Courtesy of WOWSA, Huntington Beach, California.

I can’t see the buoy.”

I couldn’t see anything when my goggles filled up [with water].”

The waves were so big and the sun was in my eyes, I couldn’t barely see a thing.”

Those comments can be heard frequently among open water swimmers. Visually impaired, swimmers often talk about “swimming blind”.

But in Mark Rew‘s case, he is. As in totally blind.

Brian Suddeth serves as his coach and swim angel.

I want to see Mark Rew succeed in his goal to complete a 2-mile open water swim. Mark approached me about 2 and a half years ago during his 25th wedding anniversary party to say his family had told him he’d never be able to swim a mile in open water. We met in college, and he’s been blind since his teens.

I’ve never known him to accept a limitation or turn back from a challenge. He’s one of the most capable people I know so we went to the pool to see where he was.”

Michael Phelps, he was not. Splashing and bouncing off the lane markers with a kick and pull that took him 2 minutes for 25 yards.

I had to tell Mark that he couldn’t do this unless he wanted to completely commit. He did. I picked the brain of my mentor Terry Laughlin to find ways to communicate to Mark the basics of the much more relaxed and streamlined Total Immersion swimming style that I’d learned. It was a huge challenge for me as most of the usual swim training is very visual ‘do as I do’ with lots of available videos.

I had to work out new drills and new methods to convey a very visual set of movements and body positions to someone with little frame of reference.”

Six months later, Rew completed the One Mile Challenge at the annual Great Chesapeake Bay Swim, swimming side-by-side with Suddeth as an untethered swimmer with Peggy Connor as his kayaker.

He was the first blind person to complete the Great Chesapeake Bay Swim. “But even in succeeding, Mark wasn’t satisfied because we finished last. Last year, we repeated the event after another year of training together. This time he finished almost 9 minutes faster and roughly in the lower middle of the pack.”

This year, Suddeth and Rew are upping the ante to 2 miles as Suddeth explains his methodology. “When we swim, it’s always untethered. I swim beside him to ‘bump’ him onto the right course. We’re about to join the Arundle Breakfast Club Masters group for some river swims to warm up.”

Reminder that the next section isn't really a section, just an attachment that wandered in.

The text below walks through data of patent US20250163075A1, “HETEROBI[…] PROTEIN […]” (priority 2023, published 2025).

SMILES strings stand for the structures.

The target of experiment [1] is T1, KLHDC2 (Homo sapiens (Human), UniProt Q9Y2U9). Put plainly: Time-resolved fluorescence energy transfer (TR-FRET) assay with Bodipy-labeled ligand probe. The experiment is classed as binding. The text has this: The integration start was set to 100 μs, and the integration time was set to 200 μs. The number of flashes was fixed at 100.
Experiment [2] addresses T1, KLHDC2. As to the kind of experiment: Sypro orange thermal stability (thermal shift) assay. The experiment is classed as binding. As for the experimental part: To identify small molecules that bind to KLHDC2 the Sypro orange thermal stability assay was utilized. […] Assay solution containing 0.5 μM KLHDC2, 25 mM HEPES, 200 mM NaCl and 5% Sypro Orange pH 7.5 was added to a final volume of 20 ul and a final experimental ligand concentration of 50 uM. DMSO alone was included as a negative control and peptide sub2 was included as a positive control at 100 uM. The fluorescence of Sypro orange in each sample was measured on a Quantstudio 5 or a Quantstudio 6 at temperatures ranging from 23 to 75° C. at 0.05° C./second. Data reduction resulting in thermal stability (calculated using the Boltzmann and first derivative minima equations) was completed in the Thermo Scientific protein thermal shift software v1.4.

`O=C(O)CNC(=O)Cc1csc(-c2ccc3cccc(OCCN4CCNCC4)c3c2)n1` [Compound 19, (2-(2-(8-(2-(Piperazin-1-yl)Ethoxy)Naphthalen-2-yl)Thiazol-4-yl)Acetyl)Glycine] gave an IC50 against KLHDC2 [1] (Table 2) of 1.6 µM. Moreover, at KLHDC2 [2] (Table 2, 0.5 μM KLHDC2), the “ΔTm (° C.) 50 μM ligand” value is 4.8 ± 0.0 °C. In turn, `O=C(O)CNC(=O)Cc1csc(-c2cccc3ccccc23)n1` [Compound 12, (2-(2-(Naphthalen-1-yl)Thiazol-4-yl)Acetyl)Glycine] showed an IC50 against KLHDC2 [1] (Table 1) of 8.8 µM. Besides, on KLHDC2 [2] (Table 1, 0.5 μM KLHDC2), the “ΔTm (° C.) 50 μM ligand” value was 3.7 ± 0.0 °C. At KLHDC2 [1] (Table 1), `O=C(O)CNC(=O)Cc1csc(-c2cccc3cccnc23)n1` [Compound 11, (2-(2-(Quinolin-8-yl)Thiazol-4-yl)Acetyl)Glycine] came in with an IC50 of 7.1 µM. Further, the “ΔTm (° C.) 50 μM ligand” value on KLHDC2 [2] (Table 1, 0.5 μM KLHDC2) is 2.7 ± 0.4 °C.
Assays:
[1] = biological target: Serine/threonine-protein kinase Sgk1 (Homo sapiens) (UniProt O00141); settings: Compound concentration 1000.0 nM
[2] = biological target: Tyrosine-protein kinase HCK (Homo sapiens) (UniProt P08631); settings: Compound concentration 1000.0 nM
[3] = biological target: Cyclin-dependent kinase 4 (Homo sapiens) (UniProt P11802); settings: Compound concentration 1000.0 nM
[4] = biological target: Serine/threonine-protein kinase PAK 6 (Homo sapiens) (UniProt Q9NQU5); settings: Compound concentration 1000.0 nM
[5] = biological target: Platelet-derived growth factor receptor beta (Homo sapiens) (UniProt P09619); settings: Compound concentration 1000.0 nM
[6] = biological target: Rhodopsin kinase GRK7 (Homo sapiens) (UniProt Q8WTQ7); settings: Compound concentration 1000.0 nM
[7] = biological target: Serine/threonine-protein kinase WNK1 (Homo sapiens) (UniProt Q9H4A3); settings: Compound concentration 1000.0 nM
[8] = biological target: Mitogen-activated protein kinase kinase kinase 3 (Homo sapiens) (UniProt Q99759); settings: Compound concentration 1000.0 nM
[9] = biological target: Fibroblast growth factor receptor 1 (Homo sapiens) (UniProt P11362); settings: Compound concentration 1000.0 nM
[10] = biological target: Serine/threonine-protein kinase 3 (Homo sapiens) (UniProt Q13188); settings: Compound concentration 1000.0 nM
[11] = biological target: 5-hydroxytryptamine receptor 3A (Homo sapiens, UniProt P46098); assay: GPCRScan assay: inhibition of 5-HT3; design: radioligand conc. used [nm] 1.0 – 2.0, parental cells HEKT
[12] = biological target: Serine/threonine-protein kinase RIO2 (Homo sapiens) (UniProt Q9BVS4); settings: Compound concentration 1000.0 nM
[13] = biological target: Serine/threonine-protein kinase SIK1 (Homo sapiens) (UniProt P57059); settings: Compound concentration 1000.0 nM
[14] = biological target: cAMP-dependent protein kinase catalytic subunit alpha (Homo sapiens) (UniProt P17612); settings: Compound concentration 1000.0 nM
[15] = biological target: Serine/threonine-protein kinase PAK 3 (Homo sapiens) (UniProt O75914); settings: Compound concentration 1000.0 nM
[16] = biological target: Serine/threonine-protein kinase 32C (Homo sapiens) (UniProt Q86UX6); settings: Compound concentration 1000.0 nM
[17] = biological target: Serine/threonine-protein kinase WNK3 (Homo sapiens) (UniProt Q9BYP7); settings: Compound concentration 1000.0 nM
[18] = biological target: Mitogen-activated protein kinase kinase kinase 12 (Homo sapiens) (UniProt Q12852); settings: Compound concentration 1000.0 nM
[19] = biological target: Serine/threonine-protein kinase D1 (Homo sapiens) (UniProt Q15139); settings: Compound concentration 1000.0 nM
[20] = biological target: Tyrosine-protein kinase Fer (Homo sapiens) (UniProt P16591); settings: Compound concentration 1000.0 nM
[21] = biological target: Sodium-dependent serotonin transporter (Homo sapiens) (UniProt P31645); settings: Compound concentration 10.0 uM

Suddeth is also helping another low-vision friend Deena Lambert in her goal of completing a sprint triathlon with an open water swim. “We met after Mark and I started training together. I’d registered with several groups that link disabled athletes with appropriate guides. Deena found my name through one of them. As she was motivated for success, I agreed to start training with her as well.”

Deena is a NASA tech who is also a cyclist and runner. But like many triathletes, her biggest challenge was the swim. She has some sight and can at least see the black line in the pool. “She worked diligently with me, benefitting from some of the new drills and methods I developed with Mark. We plan to do some river training with Arundle Breakfast Club, then have our sights set on a sprint triathlete on the Eastern shore of Maryland in October.

As for himself, Suddeth will pick either a 2-mile or 5 km swim to attempt in butterfly stroke. “I’ve been learning from the amazing Vicki Keith from Canada and even had a training swim with Dan Projansky. Even though I’ve only been swimming for 9 years and open water butterfly for 5 years, I’m privileged to have been encouraged and helped by masters in this sport.”

Copyright © 2016 by World Open Water Swimming Association